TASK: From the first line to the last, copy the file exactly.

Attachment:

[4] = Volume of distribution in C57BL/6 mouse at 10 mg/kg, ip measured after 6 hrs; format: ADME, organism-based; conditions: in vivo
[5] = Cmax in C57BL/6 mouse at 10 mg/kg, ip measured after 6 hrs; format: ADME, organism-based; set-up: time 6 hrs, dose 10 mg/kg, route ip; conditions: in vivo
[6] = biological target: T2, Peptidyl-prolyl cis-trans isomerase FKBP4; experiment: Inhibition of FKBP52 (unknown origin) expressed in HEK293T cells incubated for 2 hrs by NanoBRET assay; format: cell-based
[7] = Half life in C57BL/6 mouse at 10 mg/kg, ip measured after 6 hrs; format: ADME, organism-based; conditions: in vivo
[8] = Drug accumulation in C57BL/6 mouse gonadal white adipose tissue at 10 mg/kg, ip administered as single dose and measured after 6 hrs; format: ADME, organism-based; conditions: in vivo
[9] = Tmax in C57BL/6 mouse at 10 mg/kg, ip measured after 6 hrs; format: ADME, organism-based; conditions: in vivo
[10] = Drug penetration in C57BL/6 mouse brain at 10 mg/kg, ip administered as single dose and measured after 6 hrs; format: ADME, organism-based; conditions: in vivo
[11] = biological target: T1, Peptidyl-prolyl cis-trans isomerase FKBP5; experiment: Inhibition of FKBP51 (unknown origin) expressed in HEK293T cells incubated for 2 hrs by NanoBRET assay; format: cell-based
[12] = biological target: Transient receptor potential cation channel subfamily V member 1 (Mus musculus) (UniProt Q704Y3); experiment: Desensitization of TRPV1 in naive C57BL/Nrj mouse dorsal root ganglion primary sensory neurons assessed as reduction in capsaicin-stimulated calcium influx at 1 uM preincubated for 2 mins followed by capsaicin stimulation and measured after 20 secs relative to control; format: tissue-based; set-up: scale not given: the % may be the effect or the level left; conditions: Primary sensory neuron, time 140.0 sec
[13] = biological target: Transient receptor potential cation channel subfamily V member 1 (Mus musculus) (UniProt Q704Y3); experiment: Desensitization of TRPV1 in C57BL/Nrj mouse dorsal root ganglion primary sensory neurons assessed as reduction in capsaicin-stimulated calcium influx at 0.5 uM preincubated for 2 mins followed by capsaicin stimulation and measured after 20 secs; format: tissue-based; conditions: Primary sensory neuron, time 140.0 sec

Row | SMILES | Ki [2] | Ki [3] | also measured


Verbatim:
[4] = Volume of distribution in C57BL/6 mouse at 10 mg/kg, ip measured after 6 hrs; format: ADME, organism-based; conditions: in vivo
[5] = Cmax in C57BL/6 mouse at 10 mg/kg, ip measured after 6 hrs; format: ADME, organism-based; set-up: time 6 hrs, dose 10 mg/kg, route ip; conditions: in vivo
[6] = biological target: T2, Peptidyl-prolyl cis-trans isomerase FKBP4; experiment: Inhibition of FKBP52 (unknown origin) expressed in HEK293T cells incubated for 2 hrs by NanoBRET assay; format: cell-based
[7] = Half life in C57BL/6 mouse at 10 mg/kg, ip measured after 6 hrs; format: ADME, organism-based; conditions: in vivo
[8] = Drug accumulation in C57BL/6 mouse gonadal white adipose tissue at 10 mg/kg, ip administered as single dose and measured after 6 hrs; format: ADME, organism-based; conditions: in vivo
[9] = Tmax in C57BL/6 mouse at 10 mg/kg, ip measured after 6 hrs; format: ADME, organism-based; conditions: in vivo
[10] = Drug penetration in C57BL/6 mouse brain at 10 mg/kg, ip administered as single dose and measured after 6 hrs; format: ADME, organism-based; conditions: in vivo
[11] = biological target: T1, Peptidyl-prolyl cis-trans isomerase FKBP5; experiment: Inhibition of FKBP51 (unknown origin) expressed in HEK293T cells incubated for 2 hrs by NanoBRET assay; format: cell-based
[12] = biological target: Transient receptor potential cation channel subfamily V member 1 (Mus musculus) (UniProt Q704Y3); experiment: Desensitization of TRPV1 in naive C57BL/Nrj mouse dorsal root ganglion primary sensory neurons assessed as reduction in capsaicin-stimulated calcium influx at 1 uM preincubated for 2 mins followed by capsaicin stimulation and measured after 20 secs relative to control; format: tissue-based; set-up: scale not given: the % may be the effect or the level left; conditions: Primary sensory neuron, time 140.0 sec
[13] = biological target: Transient receptor potential cation channel subfamily V member 1 (Mus musculus) (UniProt Q704Y3); experiment: Desensitization of TRPV1 in C57BL/Nrj mouse dorsal root ganglion primary sensory neurons assessed as reduction in capsaicin-stimulated calcium influx at 0.5 uM preincubated for 2 mins followed by capsaicin stimulation and measured after 20 secs; format: tissue-based; conditions: Primary sensory neuron, time 140.0 sec

Row | SMILES | Ki [2] | Ki [3] | also measured